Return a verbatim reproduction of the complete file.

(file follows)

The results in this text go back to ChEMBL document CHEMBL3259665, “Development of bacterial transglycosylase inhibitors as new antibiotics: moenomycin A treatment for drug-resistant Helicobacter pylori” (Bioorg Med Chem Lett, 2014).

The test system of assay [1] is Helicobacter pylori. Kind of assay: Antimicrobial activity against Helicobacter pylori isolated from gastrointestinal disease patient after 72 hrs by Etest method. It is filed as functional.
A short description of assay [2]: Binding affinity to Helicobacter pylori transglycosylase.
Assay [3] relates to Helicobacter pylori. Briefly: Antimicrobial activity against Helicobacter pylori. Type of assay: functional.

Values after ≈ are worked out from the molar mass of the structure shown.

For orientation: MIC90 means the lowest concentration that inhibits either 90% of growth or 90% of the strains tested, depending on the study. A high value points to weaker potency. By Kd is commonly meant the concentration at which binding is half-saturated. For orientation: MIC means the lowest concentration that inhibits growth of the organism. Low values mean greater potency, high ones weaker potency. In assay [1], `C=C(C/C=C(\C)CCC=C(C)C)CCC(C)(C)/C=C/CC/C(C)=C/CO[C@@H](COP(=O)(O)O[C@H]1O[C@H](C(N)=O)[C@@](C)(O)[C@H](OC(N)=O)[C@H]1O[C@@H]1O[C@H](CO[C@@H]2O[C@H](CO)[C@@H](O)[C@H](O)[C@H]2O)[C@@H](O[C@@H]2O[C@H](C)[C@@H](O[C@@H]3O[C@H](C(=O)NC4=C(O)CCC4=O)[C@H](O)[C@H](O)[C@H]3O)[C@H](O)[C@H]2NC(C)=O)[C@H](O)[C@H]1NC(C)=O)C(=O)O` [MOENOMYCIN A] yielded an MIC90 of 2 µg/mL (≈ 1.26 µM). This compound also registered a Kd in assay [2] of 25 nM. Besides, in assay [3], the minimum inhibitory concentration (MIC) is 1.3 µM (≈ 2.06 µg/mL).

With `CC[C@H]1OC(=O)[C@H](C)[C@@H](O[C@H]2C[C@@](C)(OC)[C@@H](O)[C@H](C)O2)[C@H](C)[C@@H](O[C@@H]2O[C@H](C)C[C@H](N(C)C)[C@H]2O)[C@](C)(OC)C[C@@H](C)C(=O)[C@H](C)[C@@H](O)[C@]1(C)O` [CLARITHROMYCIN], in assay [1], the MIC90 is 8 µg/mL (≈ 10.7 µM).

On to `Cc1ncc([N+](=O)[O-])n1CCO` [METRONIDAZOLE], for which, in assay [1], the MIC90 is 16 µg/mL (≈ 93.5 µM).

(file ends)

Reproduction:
The results in this text go back to ChEMBL document CHEMBL3259665, “Development of bacterial transglycosylase inhibitors as new antibiotics: moenomycin A treatment for drug-resistant Helicobacter pylori” (Bioorg Med Chem Lett, 2014).

The test system of assay [1] is Helicobacter pylori. Kind of assay: Antimicrobial activity against Helicobacter pylori isolated from gastrointestinal disease patient after 72 hrs by Etest method. It is filed as functional.
A short description of assay [2]: Binding affinity to Helicobacter pylori transglycosylase.
Assay [3] relates to Helicobacter pylori. Briefly: Antimicrobial activity against Helicobacter pylori. Type of assay: functional.

Values after ≈ are worked out from the molar mass of the structure shown.

For orientation: MIC90 means the lowest concentration that inhibits either 90% of growth or 90% of the strains tested, depending on the study. A high value points to weaker potency. By Kd is commonly meant the concentration at which binding is half-saturated. For orientation: MIC means the lowest concentration that inhibits growth of the organism. Low values mean greater potency, high ones weaker potency. In assay [1], `C=C(C/C=C(\C)CCC=C(C)C)CCC(C)(C)/C=C/CC/C(C)=C/CO[C@@H](COP(=O)(O)O[C@H]1O[C@H](C(N)=O)[C@@](C)(O)[C@H](OC(N)=O)[C@H]1O[C@@H]1O[C@H](CO[C@@H]2O[C@H](CO)[C@@H](O)[C@H](O)[C@H]2O)[C@@H](O[C@@H]2O[C@H](C)[C@@H](O[C@@H]3O[C@H](C(=O)NC4=C(O)CCC4=O)[C@H](O)[C@H](O)[C@H]3O)[C@H](O)[C@H]2NC(C)=O)[C@H](O)[C@H]1NC(C)=O)C(=O)O` [MOENOMYCIN A] yielded an MIC90 of 2 µg/mL (≈ 1.26 µM). This compound also registered a Kd in assay [2] of 25 nM. Besides, in assay [3], the minimum inhibitory concentration (MIC) is 1.3 µM (≈ 2.06 µg/mL).

With `CC[C@H]1OC(=O)[C@H](C)[C@@H](O[C@H]2C[C@@](C)(OC)[C@@H](O)[C@H](C)O2)[C@H](C)[C@@H](O[C@@H]2O[C@H](C)C[C@H](N(C)C)[C@H]2O)[C@](C)(OC)C[C@@H](C)C(=O)[C@H](C)[C@@H](O)[C@]1(C)O` [CLARITHROMYCIN], in assay [1], the MIC90 is 8 µg/mL (≈ 10.7 µM).

On to `Cc1ncc([N+](=O)[O-])n1CCO` [METRONIDAZOLE], for which, in assay [1], the MIC90 is 16 µg/mL (≈ 93.5 µM).